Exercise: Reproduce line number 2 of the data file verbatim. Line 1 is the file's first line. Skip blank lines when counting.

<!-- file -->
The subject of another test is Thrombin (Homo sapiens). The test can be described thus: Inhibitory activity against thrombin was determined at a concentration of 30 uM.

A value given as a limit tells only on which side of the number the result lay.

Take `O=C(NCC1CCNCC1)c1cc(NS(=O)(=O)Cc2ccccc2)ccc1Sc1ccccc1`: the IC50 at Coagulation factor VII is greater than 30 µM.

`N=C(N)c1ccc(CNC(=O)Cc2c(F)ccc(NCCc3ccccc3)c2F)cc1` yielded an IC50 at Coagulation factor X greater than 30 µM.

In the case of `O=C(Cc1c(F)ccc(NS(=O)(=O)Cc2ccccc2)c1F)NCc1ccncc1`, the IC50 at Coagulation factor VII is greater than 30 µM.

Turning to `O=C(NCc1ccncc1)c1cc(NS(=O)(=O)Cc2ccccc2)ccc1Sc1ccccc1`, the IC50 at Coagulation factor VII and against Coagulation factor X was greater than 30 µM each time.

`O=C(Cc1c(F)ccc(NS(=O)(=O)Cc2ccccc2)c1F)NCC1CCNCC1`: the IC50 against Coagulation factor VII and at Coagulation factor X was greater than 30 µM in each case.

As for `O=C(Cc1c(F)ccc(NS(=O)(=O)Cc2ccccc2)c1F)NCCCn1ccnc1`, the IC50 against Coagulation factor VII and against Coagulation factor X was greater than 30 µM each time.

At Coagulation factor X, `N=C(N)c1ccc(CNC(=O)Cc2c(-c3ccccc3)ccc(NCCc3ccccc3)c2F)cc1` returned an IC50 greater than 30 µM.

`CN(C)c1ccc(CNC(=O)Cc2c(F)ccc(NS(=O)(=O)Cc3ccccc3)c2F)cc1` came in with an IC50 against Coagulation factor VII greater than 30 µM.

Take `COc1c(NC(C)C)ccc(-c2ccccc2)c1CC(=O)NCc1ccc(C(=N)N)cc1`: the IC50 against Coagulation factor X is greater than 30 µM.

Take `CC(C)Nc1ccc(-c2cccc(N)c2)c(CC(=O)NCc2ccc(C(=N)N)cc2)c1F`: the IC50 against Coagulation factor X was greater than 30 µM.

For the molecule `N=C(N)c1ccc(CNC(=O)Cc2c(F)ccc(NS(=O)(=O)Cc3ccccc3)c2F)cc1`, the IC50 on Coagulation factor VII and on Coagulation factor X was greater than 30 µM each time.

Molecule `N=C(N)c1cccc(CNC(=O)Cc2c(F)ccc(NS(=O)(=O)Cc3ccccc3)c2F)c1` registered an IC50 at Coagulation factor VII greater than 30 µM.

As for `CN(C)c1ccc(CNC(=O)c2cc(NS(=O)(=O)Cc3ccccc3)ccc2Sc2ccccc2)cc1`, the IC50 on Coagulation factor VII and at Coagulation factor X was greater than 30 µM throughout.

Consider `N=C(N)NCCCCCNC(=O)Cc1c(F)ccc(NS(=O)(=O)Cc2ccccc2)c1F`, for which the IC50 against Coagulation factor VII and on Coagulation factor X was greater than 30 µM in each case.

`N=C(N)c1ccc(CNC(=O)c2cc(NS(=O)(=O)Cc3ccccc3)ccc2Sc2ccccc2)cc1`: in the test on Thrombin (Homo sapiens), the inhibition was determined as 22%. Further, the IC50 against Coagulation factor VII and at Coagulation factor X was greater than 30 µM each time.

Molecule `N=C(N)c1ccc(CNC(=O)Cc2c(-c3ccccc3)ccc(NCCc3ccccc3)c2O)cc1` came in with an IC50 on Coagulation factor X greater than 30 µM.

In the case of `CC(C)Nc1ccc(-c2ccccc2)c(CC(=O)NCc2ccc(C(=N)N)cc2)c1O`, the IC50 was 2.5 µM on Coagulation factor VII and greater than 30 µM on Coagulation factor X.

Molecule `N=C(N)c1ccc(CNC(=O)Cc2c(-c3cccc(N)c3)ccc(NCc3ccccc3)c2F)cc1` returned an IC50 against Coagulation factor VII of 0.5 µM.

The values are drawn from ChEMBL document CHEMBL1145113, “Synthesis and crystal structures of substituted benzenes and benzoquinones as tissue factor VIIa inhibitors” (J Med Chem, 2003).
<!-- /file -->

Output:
A value given as a limit tells only on which side of the number the result lay.